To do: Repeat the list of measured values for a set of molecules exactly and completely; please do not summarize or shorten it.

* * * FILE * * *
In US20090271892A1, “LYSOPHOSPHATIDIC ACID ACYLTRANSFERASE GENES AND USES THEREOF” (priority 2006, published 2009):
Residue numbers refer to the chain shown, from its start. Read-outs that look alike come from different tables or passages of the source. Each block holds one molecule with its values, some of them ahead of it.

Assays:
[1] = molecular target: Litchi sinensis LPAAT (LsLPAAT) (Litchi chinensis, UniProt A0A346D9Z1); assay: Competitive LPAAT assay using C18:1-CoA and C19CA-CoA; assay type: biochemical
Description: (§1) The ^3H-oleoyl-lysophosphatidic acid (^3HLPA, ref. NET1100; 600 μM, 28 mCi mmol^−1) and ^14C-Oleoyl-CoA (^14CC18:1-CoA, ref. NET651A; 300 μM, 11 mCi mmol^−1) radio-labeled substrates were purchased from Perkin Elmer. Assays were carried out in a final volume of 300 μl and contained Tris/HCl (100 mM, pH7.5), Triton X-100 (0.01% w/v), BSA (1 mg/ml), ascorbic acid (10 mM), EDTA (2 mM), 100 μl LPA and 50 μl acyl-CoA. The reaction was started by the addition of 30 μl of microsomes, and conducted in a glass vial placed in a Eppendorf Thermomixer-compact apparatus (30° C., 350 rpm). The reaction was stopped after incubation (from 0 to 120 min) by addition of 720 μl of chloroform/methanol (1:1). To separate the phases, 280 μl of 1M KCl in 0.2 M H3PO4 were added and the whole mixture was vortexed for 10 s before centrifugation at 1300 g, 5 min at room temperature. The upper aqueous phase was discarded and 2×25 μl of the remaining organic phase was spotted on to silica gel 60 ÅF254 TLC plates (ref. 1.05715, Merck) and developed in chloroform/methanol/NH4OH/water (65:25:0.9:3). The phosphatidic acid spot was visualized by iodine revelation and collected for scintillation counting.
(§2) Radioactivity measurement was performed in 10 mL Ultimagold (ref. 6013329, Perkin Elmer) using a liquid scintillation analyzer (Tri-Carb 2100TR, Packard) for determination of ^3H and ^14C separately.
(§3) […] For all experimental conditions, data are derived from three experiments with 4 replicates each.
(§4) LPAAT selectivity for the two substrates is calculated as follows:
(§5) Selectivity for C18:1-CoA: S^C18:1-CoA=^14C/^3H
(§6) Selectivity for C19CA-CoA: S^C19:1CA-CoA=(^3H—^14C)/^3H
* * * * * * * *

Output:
In US20090271892A1, “LYSOPHOSPHATIDIC ACID ACYLTRANSFERASE GENES AND USES THEREOF” (priority 2006, published 2009):
Residue numbers refer to the chain shown, from its start. Read-outs that look alike come from different tables or passages of the source. Each block holds one molecule with its values, some of them ahead of it.

Assays:
[1] = molecular target: Litchi sinensis LPAAT (LsLPAAT) (Litchi chinensis, UniProt A0A346D9Z1); assay: Competitive LPAAT assay using C18:1-CoA and C19CA-CoA; assay type: biochemical
Description: (§1) The ^3H-oleoyl-lysophosphatidic acid (^3HLPA, ref. NET1100; 600 μM, 28 mCi mmol^−1) and ^14C-Oleoyl-CoA (^14CC18:1-CoA, ref. NET651A; 300 μM, 11 mCi mmol^−1) radio-labeled substrates were purchased from Perkin Elmer. Assays were carried out in a final volume of 300 μl and contained Tris/HCl (100 mM, pH7.5), Triton X-100 (0.01% w/v), BSA (1 mg/ml), ascorbic acid (10 mM), EDTA (2 mM), 100 μl LPA and 50 μl acyl-CoA. The reaction was started by the addition of 30 μl of microsomes, and conducted in a glass vial placed in a Eppendorf Thermomixer-compact apparatus (30° C., 350 rpm). The reaction was stopped after incubation (from 0 to 120 min) by addition of 720 μl of chloroform/methanol (1:1). To separate the phases, 280 μl of 1M KCl in 0.2 M H3PO4 were added and the whole mixture was vortexed for 10 s before centrifugation at 1300 g, 5 min at room temperature. The upper aqueous phase was discarded and 2×25 μl of the remaining organic phase was spotted on to silica gel 60 ÅF254 TLC plates (ref. 1.05715, Merck) and developed in chloroform/methanol/NH4OH/water (65:25:0.9:3). The phosphatidic acid spot was visualized by iodine revelation and collected for scintillation counting.
(§2) Radioactivity measurement was performed in 10 mL Ultimagold (ref. 6013329, Perkin Elmer) using a liquid scintillation analyzer (Tri-Carb 2100TR, Packard) for determination of ^3H and ^14C separately.
(§3) […] For all experimental conditions, data are derived from three experiments with 4 replicates each.
(§4) LPAAT selectivity for the two substrates is calculated as follows:
(§5) Selectivity for C18:1-CoA: S^C18:1-CoA=^14C/^3H
(§6) Selectivity for C19CA-CoA: S^C19:1CA-CoA=(^3H—^14C)/^3H